USC Students for Justice in Palestine

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LA Times: Armenian genocide resolution far from certain

Posted by uscsjp on April 21, 2007

WASHINGTON — It was the year 2000, and Rep. George P. Radanovich was on his way to the Capitol, expecting the House to pass a long-debated resolution he was sponsoring to recognize the Armenian genocide almost a century ago.

But just as the Republican from Mariposa prepared to step onto the House floor, Speaker J. Dennis Hastert (R-Ill.) called off the vote because President Clinton personally had warned him that the symbolic but emotion-charged resolution could damage national security. Turkey, an important U.S. ally, long has insisted that the deaths of about 1 million Armenians in the waning days of the Ottoman Empire were not acts of genocide.

Seven years later, however, with Congress in the hands of Democrats, the resolution’s backers believe they stand their best chance yet of winning passage — even though the Bush administration, like previous Democratic and Republican administrations, is working hard to kill it…

And the speaker is not the only one in a bind on the issue. The Israeli government and many of its U.S. supporters face similar crosscurrents because opposing genocide is at the core of the Jewish state, but Turkey is the closest thing to an ally Israel has in the Muslim world…

Armenians, along with most historians and many Western governments, say more than 1 million died at the hands of Turkish forces — victims of either murder or mass deportation that led hundreds of thousands to succumb to exposure and disease.

Turks say there was no government-sponsored program targeting Armenians. Rather, they insist, large numbers of Armenians — and Turks — died in the chaos of war and an uprising staged by Armenians seeking to capitalize on a government weakened by World War I…

Though the events lie far in the past, Armenians and Armenian Americans have worked hard to keep the memory alive. The Turkish government and the ultranationalists who are resurgent in that country have worked equally hard to keep the U.S. government from taking a position.

Caught in the middle of the debate are Israel and its supporters.

“It’s a terrible predicament,” said David Twersky of the American Jewish Congress. “As Jews, we have a tremendous reverence for the moral imperatives of history. But then there is the aspect that no Muslim country is closer to Israel than Turkey. So we feel paralyzed by a set of conflicting emotions.”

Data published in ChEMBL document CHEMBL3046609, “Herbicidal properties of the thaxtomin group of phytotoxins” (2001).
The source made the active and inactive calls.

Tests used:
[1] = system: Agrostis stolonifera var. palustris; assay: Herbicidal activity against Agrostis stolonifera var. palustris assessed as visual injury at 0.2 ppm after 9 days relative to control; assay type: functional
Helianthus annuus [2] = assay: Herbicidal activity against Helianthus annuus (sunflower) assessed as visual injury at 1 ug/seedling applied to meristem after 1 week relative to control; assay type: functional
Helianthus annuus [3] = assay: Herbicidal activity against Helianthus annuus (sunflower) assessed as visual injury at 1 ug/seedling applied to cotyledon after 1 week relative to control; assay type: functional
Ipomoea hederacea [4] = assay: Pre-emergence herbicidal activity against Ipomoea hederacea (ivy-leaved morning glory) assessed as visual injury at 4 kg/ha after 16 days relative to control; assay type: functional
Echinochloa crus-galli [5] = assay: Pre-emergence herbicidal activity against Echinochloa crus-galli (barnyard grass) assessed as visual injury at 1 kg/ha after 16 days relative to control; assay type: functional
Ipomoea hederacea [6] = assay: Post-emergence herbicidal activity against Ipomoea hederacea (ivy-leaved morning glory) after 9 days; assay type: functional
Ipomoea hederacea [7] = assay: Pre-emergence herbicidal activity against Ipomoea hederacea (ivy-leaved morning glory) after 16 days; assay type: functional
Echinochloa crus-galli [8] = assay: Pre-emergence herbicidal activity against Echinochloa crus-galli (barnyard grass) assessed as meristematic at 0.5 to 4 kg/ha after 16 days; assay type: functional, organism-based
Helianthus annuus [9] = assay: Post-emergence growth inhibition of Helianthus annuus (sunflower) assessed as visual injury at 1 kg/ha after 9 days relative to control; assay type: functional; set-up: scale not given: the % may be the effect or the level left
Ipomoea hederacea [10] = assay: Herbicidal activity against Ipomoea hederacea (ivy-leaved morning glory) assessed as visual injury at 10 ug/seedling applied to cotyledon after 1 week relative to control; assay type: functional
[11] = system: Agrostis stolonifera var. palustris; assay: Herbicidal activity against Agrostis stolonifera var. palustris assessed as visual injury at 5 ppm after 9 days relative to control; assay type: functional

Turkish officials say the renewed push to recognize an Armenian genocide could not come at a worse time.

The issue is so incendiary that even a symbolic recognition by Congress could embolden ultranationalists there to unleash enough anti-American sentiment to shut down important U.S. military bases and affect Washington’s position throughout the Middle East.

Civilian and military leaders of the Turkish government, including Foreign Minister Abdullah Gul, met at a Washington hotel in February with more than a dozen leaders of major Jewish organizations in an effort to prevent action on the resolution. Members of the Anti-Defamation League and the American Israel Public Affairs Committee took part in the gathering.

“I believe the right thing for the Jewish community is to recognize the Armenian genocide as a fact, because virtually every historian and scholar of note in this area calls it a genocide,” said Morton Klein, president of the Zionist Organization of America. “As friends of Turkey, we need to encourage them to just recognize the truth, honor the victims and be done with it. This would only enhance Turkey’s standing in the world.”

Other Jewish leaders, believing the security needs of the U.S. and Israel trump distant history, are siding with Turkey.

“I don’t think a bill in Congress will help reconcile this issue. The resolution takes a position. It comes to a judgment,” said Abraham H. Foxman, national director of the Anti-Defamation League. “The Turks and Armenians need to revisit their past. The Jewish community shouldn’t be the arbiter of that history,” he said. “And I don’t think the U.S. Congress should be the arbiter either.”…

Secretary of State Condoleezza Rice and Defense Secretary Robert M. Gates are among those working to scuttle the measure, contending it could jeopardize Turkey’s support for U.S. troops fighting in Iraq and Afghanistan… (full link)


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